In the course of a lifetime, we meet people from all works of life. The more famous are easier to remember. Among the famous people I have met are Billy Graham, Oral Roberts, Col. Harlan Sanders, Andy Rooney, and James Bond (Australian George Lazenby who was Bond in “On Her Majesty’s Secret Service.”)

We saw Deng Xiaoping’s wife, Pu Zhuolin. (Among China’s communist leaders, their marriage lasted longer and appeared to be one of the happiest.) We saw Zhoulin leaving a beauty parlor in the Beijing Hotel. We waved at Diana Shore from a tour bus in Hollywood. Shook Steve McQueen’s hand and thought we saw actress Jodie Foster in the LA airport. (It turned out to be Helen Hunt.) Speaking of Hunts, we did have breakfast and lunch with oil tycoon H.L. Hunt’s wife and daughter.

One person I really regret not meeting was Barry Goldwater. He flew into San Manuel, Ariz., to speak to a civic club. I was busy doing something and didn’t have enough sense to cancel it. I have seen a lot of pictures of him.

A referee with the National Basketball Association has been charged with betting on games, maybe even on some games he worked.

Reminds me of the big football game in the Polo Grounds (where the New York Yankees and Giants once played) between Yale University and the Carlisle Institute Indians.

Carlisle was a school for Native Americans in central Pennsylvania. They were made up of Chippewa, Iroquois, Cherokee and Cheyenne kids age 12 to 25. The school has a love-hate heritage. One purpose of the school was to “Kill the Indian, Make the man.” As bad as it sounds it was (no joke) the school’s motto.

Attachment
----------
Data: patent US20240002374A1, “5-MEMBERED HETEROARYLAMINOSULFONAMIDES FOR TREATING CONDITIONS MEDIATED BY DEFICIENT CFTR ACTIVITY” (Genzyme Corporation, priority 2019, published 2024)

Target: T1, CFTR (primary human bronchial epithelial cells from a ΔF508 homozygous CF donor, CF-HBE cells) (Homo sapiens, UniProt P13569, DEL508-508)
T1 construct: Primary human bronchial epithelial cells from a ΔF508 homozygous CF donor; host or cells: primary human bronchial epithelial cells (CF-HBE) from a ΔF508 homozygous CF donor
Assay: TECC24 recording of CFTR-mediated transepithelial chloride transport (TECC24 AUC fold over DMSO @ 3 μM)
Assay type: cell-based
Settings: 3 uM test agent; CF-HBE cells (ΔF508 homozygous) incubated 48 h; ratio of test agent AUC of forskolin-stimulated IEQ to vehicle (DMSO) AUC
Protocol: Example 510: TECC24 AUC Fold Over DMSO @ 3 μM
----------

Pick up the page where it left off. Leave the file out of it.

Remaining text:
They were pulled off the reservations to be made “Americans.” Blotting out their cultural identity came from the attitude of the times (1870-1920).

Carlisle could compete with any of the Ivy League schools, often beating larger and rougher teams. At the Polo Grounds, the Indians had a touchdown called back and therefore lost the game to Yale. The referee who called the score back was a Yale graduate. New York newspapers reported the Indians could beat 11 Yale players but not 11 Yale players and a Yale referee.

(In her book, “The Real All Americans: The Team that Changed a Game, a People, a Nation,” Washington Post sports columnist Sally Jenkins recounts in rich detail the triumphant — and often overlooked history of the Carlisle Indians.)

At an Albanian soccer match the fans were said to go to the ref and tell him that the game won’t be over ‘til their team wins. Good try, but I don’t think that would work here.

To call the integrity of referees into question is pretty pathetic, even though I do it during all of the televised games I watch. There is no conspiracy going on among the stripped shirts. Incom-petence, maybe.

Terry Bradshaw was leaving the airport in Philadelphia, but he didn’t see us. The only NFL players I ever knew were Hershel and Bill Forrester who were in my Sunday school class back in ‘43. They were in Brownwood because their Army Major father was stationed at Camp Bowie. They went on to star at Southern Methodist and Green Bay and Cleveland. I am sure these brothers never had any problem with the refs. Good guys don’t.

Britt Towery played third cornet for Brownwood High and HPU but never played a down of real-live football, much less referee. His e-mail address is bet@suddenlink.net. His column appears in the Bulletin on Fridays.